Over the last 30 years, the participation of women in the workforce in China has drastically declined to 60.5% in 2019, compared to 73.2% in 1990, according to the research firm Catalyst. This was in part the result of economic reforms that created setbacks for women, including a widening gender wage gap, a lack of childcare and eldercare options, and a resurgence of traditional stereotypes about women’s work.
Conversely, a new study of nearly 450 Millennial women in China who are working as lawyers and paralegals reveals that women tend not to regard combating the bias as their foremost concern. This study, conducted by Rangita de Silva de Alwis, Associate Dean of International Affairs at the University of Pennsylvania Law School and her student Ziguo Yang. Survey respondents included a majority working as junior associates at domestic and top-performing Chinese law firms, with half of the women earning an LLM or JD outside of China.
The Penn Law study showed there is agreement that the biggest headwind professional women in China face in advancing their careers is society’s expectations of having a child.
Further, 93% percent of women surveyed who work within China’s legal industry indicated they were not working mothers, and this likely was the biggest reason for the varying opinions on why gender bias was not seen as a significant issue, even as they acknowledge that careers for working mothers are negatively impacted by childbirth. Indeed, with so many women professionals not being working mothers, it tends to obscure their perception on just how difficult that role can be, especially given China’s cultural expectations of women to stop working in order to care for their families.
Differing viewpoints in legal
Diving deeper into the details of the Penn Law study revealed large variations in the perspectives of women lawyers in China, especially in the context of such perceptions in the West.
Gender bias not a big concern — While there is a tendency to acknowledge that workplace gender bias exists, the majority of women lawyers in China do not pay extra attention to this issue. Simply put, workplace gender bias is not regarded as their biggest challenge.
“I believe the major conflict in workplace, however, lies in the stark reality that the bosses want to achieve higher performance with fewer lawyers,” said one survey respondent. “The main pressure comes from the intensity of work, instead of gender inequality. I hope females in China can grasp the nature of the conflict, and avoid any misleading information based on superficial conflicts between genders.”
At same time, another research participant seemed to frame gender bias as a generational, societal challenge. Even women lawyers define men as “rational” and women as “emotional” in the study.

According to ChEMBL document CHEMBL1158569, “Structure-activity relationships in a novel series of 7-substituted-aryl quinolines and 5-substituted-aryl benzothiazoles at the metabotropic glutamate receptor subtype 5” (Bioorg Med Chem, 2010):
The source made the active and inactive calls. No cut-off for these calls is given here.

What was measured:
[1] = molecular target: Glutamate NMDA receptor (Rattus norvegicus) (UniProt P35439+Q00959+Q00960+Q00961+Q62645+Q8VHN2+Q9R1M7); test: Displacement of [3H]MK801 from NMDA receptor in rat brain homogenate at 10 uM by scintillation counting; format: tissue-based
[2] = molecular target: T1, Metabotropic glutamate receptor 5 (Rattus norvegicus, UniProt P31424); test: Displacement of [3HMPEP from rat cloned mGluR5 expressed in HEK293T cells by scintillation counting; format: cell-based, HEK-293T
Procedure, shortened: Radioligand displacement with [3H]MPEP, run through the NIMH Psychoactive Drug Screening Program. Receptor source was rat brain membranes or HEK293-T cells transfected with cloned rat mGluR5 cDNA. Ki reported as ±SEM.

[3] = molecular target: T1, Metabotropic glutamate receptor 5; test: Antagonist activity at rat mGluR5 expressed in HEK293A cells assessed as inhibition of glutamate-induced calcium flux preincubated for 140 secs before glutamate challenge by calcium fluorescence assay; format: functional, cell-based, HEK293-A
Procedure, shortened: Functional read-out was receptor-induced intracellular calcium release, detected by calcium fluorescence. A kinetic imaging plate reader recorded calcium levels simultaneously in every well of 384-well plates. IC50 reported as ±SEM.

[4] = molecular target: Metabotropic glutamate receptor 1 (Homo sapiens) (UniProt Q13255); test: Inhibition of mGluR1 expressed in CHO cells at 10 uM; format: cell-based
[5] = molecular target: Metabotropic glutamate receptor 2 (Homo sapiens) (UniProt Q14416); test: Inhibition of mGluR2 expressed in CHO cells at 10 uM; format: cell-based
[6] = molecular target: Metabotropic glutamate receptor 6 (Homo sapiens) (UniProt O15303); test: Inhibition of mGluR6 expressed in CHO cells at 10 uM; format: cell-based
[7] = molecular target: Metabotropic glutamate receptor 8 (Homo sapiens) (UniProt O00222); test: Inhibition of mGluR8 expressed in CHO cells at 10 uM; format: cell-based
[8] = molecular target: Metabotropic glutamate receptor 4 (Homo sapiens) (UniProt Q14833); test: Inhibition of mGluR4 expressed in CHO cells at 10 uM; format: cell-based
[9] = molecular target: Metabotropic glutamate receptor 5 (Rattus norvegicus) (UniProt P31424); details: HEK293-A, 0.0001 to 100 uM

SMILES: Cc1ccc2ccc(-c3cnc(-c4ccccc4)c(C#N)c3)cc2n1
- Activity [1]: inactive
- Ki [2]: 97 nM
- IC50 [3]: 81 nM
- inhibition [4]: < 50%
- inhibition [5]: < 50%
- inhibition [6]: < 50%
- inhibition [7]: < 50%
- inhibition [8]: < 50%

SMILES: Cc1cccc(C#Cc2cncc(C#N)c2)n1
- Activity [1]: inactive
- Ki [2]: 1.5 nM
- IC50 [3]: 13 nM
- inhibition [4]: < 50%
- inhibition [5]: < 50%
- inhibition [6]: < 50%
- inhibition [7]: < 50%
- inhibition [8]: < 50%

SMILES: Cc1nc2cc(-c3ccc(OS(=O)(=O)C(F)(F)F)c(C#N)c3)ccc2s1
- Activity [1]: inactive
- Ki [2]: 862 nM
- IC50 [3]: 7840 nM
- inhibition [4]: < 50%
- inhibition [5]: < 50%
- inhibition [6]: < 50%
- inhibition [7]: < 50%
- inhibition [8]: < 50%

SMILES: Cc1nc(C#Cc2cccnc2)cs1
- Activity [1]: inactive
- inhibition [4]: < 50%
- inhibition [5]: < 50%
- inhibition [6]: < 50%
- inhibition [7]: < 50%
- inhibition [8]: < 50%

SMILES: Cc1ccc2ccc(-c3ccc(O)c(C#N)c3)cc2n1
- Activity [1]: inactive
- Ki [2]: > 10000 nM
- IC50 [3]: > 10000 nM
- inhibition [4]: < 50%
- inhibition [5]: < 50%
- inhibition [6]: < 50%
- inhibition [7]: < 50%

“People of the last generation still hold gender stereotypes, and those people are controlling young lawyers’ promotion,” noted another respondent.
Gender neutral perspectives on leadership — More than three-quarters of women in the legal industry indicated they have no preference on whether they work for a man or woman. For those citing a preference, almost 17% of respondents reported they are more willing to work with male leaders than female leaders, while around 8% preferred female leaders.
Interestingly, of those citing a preference, gender stereotypes seem to play a big role. For the women who preferred working for a male, descriptions of male leaders were “not that sensitive and emotional,” “more rational,” and “only cares about the results of the assignments.” On the flip side, women who preferred female leaders indicated they appreciated women’s friendliness, consideration, and common understanding of “my” situation without the additional worry of sexual harassment.
Most report good career satisfaction — Many women professionals in China indicated an overall positive view in career satisfaction when looking at the job, compensation, and their ability to balance career and personal commitments outside of work. This perspective is supported by positive views of male leadership. At the individual level, the women participants tend to agree or strongly agree that working with their male colleagues is enjoyable, and that their male colleague are willing to put them on center stage.
However, where divergent views existed, it appeared to be rooted in their personal workplace experience. The lack of women in leadership seemed to play a role in the junior women’s perception of their own hope for advancement. One female respondent indicated that there are two few female managing partners at her firm and this underscored the negative bias in how women were evaluated for their performance.
Said another respondent: “Female lawyers have less access to resources and sponsorship.”
One notable commonality that junior women in the U.S. and China appear to share is the belief in workplace meritocracy — that career advancement within an organization is mostly performance-based without the belief that gender bias has a tangible impact in promotion. For the women in the legal profession in China, this belief shows up in their tendency to view their male colleagues as good co-workers.